New York-based artist Kim Holleman exhibited her piece titled Trailer Park, a public park housed inside a trailer, at World Maker Faire New York this year, receiving six editor’s choice and education ribbons.
It seems like every single day I read about a new report, initiative, competition, or program geared toward getting more women involved in science, or investigating why there are not more women in science to begin with.
Just a couple of weeks ago, on October 3, it was announced on culture and technology blogs such as The Mary Sue and Io9 that “Natalie Portman and Marvel are joining together in hopes of inspiring an entire generation of Jane Fosters (Jane Foster, a physicist character played by Natalie Portman ). TheUltimate Mentor Adventure is a program/contest that wants to connect girls 14 and up to meet, work with and learn from the most successful women in science, technology, engineering and mathematics (STEM).”
This seems on the heels of Natalie Angier’s fascinating article in The New York Times on September 2, 2013, “Mystery of the Missing Women in Science“. In it she quotes studies proving girls do as well as boys in math and science and at times even do better, but they still can’t explain why there are so few women in science in comparison to men.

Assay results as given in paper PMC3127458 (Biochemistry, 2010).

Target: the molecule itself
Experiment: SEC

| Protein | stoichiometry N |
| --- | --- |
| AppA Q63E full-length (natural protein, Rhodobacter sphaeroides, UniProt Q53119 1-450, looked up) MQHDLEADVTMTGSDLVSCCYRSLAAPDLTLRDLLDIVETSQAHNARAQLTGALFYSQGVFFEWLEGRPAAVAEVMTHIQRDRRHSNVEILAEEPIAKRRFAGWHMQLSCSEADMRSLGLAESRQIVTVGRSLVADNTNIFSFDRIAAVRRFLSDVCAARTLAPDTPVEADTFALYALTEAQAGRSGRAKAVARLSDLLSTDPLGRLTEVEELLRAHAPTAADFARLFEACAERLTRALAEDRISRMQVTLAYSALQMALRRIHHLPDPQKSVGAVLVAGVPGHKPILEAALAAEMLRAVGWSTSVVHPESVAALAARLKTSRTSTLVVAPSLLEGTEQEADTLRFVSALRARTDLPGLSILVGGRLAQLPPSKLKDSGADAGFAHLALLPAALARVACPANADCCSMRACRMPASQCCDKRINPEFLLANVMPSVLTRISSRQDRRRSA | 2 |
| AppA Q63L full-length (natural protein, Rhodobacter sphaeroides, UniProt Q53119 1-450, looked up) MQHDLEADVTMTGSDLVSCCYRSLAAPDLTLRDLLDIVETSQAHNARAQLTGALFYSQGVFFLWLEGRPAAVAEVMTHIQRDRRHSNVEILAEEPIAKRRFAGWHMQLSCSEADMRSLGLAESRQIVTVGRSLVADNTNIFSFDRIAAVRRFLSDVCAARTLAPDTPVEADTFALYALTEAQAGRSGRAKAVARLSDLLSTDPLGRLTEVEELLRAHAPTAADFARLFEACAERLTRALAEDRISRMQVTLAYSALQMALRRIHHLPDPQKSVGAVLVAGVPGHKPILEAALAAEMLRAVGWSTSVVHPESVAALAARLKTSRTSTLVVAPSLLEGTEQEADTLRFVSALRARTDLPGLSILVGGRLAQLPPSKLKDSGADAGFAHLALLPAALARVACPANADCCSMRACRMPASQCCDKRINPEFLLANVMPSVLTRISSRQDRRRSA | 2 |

Joseph Price of Brigham Young University and his colleagues reported this year that the gender gap in high-stakes math competitions disappeared simply by adding more rounds to a contest. Boys did better than girls in single-shot events, the researchers said, but when put through multiple rematches the boys fumbled, allowing the girls to catch up and often surpass them. … Girls also excel in the classroom. Nationwide, their grade point average in high school math and science is 2.76 out of 4, compared with 2.56 for boys.
And yet, right when he is poised to name the answer to the mystery, it hangs in air to the bafflement of Mr. Derriso — a colleague of Joseph Price, who is getting his doctoral dissertation in psychology: “If boys and girls are equally interested in math and science and feel equally confident about their abilities,” he wondered, “why this humongous difference in intent? I don’t have an answer for that.”
Well, I do — or at least I’ve got one of them.